Free Newsletter
Register for our Free Newsletters
Newsletter
Zones
Advanced Composites
LeftNav
Aerospace
LeftNav
Amorphous Metal Structures
LeftNav
Analysis and Simulation
LeftNav
Asbestos and Substitutes
LeftNav
Associations, Research Organisations and Universities
LeftNav
Automation Equipment
LeftNav
Automotive
LeftNav
Biomaterials
LeftNav
Building Materials
LeftNav
Bulk Handling and Storage
LeftNav
CFCs and Substitutes
LeftNav
Company
LeftNav
Components
LeftNav
Consultancy
LeftNav
View All
Other Carouselweb publications
Carousel Web
Defense File
New Materials
Pro Health Zone
Pro Manufacturing Zone
Pro Security Zone
Web Lec
Pro Engineering Zone
 
 
 
News

Researchers are part of new NSF Center studying cybersecurity and trustworthy computing

Carnegie Mellon Universtity : 19 August, 2006  (Technical Article)
A group of Carnegie Mellon University researchers are part of an eight-institution team that will work on cybersecurity and trustworthy computing issues within a new National Science Foundation-funded Science and Technology Center led by the University of California at Berkeley.
NSF announced its intention to establish and fund the center today with a $19 million award, which they intend to disburse over five years.

In addition to Berkeley and Carnegie Mellon, the collaboration includes Cornell University, Mills College, San Jose State University, Smith College, Stanford University and Vanderbilt University.

The initiative also brings together 15 industrial affiliates including Bellsouth, Cisco Systems, ESCHER (a research consortium that includes Boeing, General Motors and Raytheon), Hewlett Packard, IBM, Intel, Microsoft, Oak Ridge National Laboratory, Qualcomm, Sun Microsystems and Symantec.

The NSF announcement comes on the heels of a report released last month by the President's Information Technology Advisory Committee that said 'the infrastructure of the United States is highly vulnerable to disruptive domestic and international attacks,' and recommended increased support for fundamental research in cybersecurity.

And security issues are just going to keep growing as much more information is placed on computer networks, including health records, bank data, credit-card transactions and commercial data, much of it highly confidential and valuable, according to Carnegie Mellon experts.

Mike Reiter, a professor of electrical and computer engineering and computer science, will lead the Carnegie Mellon team in developing new technologies that will help transform the ability of organizations, from private vendors to large government agencies, to design, build and operate trustworthy information systems that control critical infrastructure. Other team members include Jeannette Wing, professor and head of the computer science department in the School of Computer Science, Adrian Perrig, an assistant professor in electrical and computer engineering and engineering and public policy, and Dawn Song, an assistant professor in electrical and computer engineering.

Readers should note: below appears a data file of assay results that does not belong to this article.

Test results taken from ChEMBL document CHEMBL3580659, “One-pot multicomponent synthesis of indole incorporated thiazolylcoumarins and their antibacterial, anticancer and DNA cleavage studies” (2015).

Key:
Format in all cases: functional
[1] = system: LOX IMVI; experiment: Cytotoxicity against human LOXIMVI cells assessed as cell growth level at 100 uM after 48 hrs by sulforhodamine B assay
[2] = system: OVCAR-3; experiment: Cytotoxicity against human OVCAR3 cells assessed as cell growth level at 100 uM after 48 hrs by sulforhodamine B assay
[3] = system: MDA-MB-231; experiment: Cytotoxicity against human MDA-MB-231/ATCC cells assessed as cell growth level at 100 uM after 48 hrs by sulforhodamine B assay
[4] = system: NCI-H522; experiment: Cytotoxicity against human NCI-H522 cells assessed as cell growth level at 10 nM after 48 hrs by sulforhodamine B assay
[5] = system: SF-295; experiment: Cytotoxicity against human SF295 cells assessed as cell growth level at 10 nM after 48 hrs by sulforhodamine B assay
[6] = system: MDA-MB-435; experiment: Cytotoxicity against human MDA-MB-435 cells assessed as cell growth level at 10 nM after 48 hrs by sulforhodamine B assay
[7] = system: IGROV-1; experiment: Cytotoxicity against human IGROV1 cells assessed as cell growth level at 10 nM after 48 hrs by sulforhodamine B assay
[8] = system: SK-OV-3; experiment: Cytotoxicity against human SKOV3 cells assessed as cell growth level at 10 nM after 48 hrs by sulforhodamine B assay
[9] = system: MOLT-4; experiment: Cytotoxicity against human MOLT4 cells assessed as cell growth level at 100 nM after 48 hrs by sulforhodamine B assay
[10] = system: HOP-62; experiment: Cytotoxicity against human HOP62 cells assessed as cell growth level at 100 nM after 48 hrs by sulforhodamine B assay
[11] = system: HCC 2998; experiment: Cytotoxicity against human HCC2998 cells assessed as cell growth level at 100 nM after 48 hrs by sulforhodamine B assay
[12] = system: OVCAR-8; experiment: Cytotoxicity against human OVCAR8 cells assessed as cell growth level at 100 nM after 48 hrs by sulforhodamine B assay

The TRUST team will address a parallel and accelerating trend of the last decade - integration of computing and communication across critical infrastructures in areas such as finance, energy, distribution, telecommunications and transportation. 'The overlapping and interacting trends force us to recognize that trustworthiness of computer systems is not an IT (information technology) issue alone,' center leaders said.

Carnegie Mellon will receive $480,000 for the first year and $670,000 after that for its part in the TRUST center, dedicated to protecting the nation's infrastructure from cyberattacks while improving reliability.

The new TRUST Center is one of two new Science and Technology Centers funded by the NSF. The other is the Center for Remote Sensing of Ice Sheets headquartered at the University of Kansas. NSF established the Science and Technology Center program in 1987, responding to a Presidential commitment to fund important fundamental research activities that also create educational opportunities. The program also was designed to encourage Technology transfer and provide innovative approaches to interdisciplinary research challenges.
Bookmark and Share
 
Home I Editor's Blog I News by Zone I News by Date I News by Category I Special Reports I Directory I Events I Advertise I Submit Your News I About Us I Guides
 
   © 2012 NewMaterials.com
Netgains Logo